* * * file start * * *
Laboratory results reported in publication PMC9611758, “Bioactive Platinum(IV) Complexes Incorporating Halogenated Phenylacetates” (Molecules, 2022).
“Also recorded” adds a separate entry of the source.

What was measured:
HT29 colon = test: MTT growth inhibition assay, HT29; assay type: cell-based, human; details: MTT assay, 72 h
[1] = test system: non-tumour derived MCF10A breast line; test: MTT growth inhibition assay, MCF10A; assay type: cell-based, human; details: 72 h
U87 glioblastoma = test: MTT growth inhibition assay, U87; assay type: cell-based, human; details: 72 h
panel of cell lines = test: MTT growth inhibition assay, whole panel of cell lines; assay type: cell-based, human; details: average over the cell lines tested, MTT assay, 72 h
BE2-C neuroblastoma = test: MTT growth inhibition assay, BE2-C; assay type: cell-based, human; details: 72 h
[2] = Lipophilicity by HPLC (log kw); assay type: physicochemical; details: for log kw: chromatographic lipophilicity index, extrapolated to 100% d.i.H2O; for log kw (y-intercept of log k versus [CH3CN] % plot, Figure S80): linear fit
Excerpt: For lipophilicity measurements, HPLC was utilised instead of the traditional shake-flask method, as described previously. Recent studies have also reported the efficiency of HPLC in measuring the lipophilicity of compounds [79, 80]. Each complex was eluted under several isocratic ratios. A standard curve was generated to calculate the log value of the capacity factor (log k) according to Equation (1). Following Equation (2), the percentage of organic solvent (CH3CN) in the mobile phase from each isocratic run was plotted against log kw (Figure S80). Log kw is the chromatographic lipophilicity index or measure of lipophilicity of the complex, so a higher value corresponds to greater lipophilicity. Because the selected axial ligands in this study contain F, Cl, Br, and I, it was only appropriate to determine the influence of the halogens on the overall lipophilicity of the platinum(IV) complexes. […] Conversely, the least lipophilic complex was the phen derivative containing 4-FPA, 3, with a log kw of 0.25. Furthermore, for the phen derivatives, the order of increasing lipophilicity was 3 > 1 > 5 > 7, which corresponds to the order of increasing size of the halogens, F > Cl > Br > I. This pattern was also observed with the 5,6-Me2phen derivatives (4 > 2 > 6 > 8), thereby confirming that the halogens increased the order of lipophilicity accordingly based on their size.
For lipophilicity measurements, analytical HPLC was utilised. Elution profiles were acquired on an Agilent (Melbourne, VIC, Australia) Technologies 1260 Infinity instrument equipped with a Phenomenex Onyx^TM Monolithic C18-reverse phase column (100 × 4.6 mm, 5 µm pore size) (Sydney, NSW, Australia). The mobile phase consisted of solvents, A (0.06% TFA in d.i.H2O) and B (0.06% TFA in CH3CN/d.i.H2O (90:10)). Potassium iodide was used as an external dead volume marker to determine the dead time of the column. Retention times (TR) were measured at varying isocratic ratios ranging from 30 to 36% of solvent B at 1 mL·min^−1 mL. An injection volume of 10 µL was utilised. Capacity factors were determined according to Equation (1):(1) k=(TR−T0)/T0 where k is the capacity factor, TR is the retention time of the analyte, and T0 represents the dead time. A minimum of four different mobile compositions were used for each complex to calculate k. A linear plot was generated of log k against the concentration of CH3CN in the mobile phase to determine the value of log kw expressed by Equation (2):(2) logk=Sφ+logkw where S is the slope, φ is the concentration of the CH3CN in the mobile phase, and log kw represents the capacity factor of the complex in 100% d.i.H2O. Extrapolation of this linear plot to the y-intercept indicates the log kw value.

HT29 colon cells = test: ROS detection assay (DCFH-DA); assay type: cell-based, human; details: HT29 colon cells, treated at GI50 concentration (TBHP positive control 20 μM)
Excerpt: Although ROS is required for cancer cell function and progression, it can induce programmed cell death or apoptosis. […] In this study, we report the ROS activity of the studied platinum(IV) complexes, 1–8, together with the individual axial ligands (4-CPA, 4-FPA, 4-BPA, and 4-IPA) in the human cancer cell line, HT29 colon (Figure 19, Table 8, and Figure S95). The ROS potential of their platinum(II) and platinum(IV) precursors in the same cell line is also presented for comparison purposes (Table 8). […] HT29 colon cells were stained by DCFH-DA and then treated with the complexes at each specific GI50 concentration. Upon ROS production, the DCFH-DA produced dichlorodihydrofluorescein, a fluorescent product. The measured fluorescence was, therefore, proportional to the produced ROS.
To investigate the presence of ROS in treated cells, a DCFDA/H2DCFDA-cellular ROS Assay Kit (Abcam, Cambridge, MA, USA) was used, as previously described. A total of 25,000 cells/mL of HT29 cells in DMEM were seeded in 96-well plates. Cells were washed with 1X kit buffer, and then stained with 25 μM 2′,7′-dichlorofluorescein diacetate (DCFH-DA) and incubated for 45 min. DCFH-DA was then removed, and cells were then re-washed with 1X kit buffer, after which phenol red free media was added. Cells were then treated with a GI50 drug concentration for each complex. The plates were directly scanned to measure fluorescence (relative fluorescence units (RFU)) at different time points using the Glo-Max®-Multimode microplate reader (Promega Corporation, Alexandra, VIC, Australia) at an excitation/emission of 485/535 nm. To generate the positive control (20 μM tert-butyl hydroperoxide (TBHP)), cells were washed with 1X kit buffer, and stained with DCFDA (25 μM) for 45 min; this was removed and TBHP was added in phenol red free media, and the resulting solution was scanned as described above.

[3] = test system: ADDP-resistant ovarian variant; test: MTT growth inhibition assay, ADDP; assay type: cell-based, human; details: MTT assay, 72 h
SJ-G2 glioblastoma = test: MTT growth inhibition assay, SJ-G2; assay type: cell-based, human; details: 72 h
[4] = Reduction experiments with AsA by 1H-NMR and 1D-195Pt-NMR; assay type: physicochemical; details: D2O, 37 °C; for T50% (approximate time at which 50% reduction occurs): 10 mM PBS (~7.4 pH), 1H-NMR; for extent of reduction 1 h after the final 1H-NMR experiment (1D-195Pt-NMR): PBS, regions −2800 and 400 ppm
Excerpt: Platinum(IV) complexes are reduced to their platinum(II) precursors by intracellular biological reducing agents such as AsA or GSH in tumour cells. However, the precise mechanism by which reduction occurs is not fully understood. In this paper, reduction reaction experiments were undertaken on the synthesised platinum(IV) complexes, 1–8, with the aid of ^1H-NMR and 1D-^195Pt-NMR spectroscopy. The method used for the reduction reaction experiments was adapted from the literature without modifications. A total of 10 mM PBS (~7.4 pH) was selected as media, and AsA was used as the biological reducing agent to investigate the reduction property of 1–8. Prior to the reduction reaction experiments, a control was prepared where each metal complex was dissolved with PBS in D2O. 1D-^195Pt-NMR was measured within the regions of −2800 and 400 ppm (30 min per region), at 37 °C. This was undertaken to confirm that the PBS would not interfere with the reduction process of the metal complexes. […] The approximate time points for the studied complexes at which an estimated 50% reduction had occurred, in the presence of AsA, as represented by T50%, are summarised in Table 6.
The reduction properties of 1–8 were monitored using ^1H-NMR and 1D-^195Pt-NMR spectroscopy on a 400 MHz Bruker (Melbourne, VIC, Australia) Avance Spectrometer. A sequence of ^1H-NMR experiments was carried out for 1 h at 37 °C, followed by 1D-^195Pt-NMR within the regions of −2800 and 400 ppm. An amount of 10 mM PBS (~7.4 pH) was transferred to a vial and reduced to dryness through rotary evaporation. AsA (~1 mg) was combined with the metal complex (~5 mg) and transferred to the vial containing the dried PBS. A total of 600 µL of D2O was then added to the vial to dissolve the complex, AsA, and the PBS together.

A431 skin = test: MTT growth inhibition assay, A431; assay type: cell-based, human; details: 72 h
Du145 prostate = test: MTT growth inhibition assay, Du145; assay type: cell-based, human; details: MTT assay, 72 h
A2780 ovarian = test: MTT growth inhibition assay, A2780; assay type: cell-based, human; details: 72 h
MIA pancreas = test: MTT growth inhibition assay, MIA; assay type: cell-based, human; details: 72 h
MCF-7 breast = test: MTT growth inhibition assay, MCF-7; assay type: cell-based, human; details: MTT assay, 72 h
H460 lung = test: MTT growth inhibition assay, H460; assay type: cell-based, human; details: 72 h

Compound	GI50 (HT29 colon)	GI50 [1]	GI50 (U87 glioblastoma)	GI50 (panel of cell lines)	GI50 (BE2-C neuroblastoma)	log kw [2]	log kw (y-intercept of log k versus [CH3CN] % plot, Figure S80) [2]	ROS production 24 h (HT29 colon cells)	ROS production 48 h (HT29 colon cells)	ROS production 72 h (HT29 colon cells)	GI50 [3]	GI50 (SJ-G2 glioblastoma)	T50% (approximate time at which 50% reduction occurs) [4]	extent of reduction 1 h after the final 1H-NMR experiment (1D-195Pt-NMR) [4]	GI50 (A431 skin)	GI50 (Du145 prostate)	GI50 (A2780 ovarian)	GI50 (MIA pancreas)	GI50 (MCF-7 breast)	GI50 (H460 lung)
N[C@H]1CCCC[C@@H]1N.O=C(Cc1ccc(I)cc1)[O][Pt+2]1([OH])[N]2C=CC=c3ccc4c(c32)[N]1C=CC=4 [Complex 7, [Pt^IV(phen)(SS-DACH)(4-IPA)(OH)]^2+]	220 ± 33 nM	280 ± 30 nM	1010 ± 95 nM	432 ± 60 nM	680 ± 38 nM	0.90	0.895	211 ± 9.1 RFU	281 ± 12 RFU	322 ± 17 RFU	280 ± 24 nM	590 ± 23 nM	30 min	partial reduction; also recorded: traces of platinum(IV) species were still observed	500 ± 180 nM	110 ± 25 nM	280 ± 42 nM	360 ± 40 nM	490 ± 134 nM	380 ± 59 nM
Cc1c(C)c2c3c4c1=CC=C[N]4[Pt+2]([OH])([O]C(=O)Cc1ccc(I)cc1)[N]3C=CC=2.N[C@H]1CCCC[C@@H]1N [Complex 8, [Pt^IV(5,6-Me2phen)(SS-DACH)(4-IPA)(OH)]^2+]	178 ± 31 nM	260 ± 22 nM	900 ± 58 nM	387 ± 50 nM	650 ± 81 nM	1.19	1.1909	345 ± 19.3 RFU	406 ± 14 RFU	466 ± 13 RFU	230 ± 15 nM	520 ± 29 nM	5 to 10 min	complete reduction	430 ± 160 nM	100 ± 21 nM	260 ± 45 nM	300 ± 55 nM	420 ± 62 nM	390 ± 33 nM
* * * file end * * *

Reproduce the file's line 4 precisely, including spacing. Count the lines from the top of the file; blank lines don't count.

HT29 colon = test: MTT growth inhibition assay, HT29; assay type: cell-based, human; details: MTT assay, 72 h